Reflection for Saturday, February 1, 2003: 3rd week in Ordinary Time.

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Pedersen, Cathy Weiss
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Today's scripture focuses on faith in God. Faith is a gift - one that we can accept or reject.||We need mentors to realize what the gift really is and how to respond to it. Faith - the hope, trust, confidence, or belief that something is - can only be learned in the 'now' of our lives. It doesn't do to be told that one must believe. There must be a foundation, a basis upon which that trust develops.|In the first reading, Sarah and Abraham believed God's promise of offspring, even though Sarah was thought to be sterile in her old age, because they thought that the one (God) who had made the promise was trustworthy. (Hebrews 11: 11)|As an engaged couple considers the promise of marriage, the covenant in which they are entering, I ask them how it is that they are able to make a promise of lifetime commitment with each other. No one can know what tomorrow will bring, let alone what one may face over sixty plus years. Answers vary including the fact that the engaged person loves the other very much, that marriage is a life-long commitment to/with the other, etc. However, the couple has begun to grasp the idea of faith in the other person as a basis for making a commitment of lifelong covenant with their partner when they also name some of the attributes that they have discovered in their partner. They have found the spouse to be trustworthy...the person with whom the engaged person has come to know enough to be able to make this lifelong promise.|The first reading continues-' ...they did not receive what had been promised but saw it and greeted it from afar.' Sarah and Abraham did not live to see their ' ... descendants as numerous as the stars in the sky...' But they did see Isaac, their son, and they believed that God was trustworthy in the promise of more descendants in the promised land. To some degree, parents and mentors place the same hope/confidence in their children/young people. They come to know them to some extent, but then must trust in the Spirit of God acting in/with the young's maturing development of their gifts that all will be OK.|In Mark's gospel, the apostles are frightened by the storm at sea; in fear, they awaken Jesus, "Teacher, do you not care that we are perishing?" After Jesus calms the seas, he asks his followers why they are terrified and why do they not yet have faith?|I'm sure that I'd be one of the people trying to wake Jesus. Recently, my daughter had surgery for a lump that we wanted to be sure was not cancerous. Tests and consultations gave a high probability that the lump was not cancerous. However, until the actual surgery/biopsy, our trust that cancer was not present was shaky. Did all the tests, consultations and eventual surgery mean that we did not trust God or the medical community? No - in my books, we trusted the medical community to share what they knew, followed through with their recommendations to assure us all that we were not dealing with cancer. We grew to trust the medical team in order to allow the procedures. We (and many of our family and friends) flooded our healing God with prayers that my daughter would be all right.|Faith was there, but was grounded/rooted in what we knew: God was with us and the medical community was doing what they could to address the uncertainty.|Many times over, Jesus reminded the people that they could now know God, because they knew Jesus. Jesus was tangible to them. Faith does build/ground in the known to open us to the unknown - the intangible.|How do we nurture our faith in God today - to allow God's presence in our lives through others and events to give us the foundation upon which we can have confidence that the One who has made the promise (of relationship/covenant) is trustworthy?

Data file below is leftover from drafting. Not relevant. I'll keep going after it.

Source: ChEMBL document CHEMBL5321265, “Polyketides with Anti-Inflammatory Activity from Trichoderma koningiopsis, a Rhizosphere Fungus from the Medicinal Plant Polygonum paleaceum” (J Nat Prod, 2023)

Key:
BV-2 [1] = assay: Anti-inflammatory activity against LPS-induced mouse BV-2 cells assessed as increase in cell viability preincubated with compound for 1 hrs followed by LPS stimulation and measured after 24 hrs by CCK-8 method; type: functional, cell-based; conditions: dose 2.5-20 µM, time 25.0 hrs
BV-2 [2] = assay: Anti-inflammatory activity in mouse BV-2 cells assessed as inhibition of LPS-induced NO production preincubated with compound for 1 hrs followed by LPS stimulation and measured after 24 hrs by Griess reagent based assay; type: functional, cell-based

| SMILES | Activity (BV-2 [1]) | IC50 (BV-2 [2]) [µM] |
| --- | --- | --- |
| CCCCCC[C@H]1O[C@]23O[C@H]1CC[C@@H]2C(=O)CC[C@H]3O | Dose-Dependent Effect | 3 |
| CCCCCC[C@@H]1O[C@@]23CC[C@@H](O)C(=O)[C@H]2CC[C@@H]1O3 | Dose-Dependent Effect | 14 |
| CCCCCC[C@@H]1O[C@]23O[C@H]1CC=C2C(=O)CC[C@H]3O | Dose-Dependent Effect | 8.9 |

University Ministry, Creighton University.
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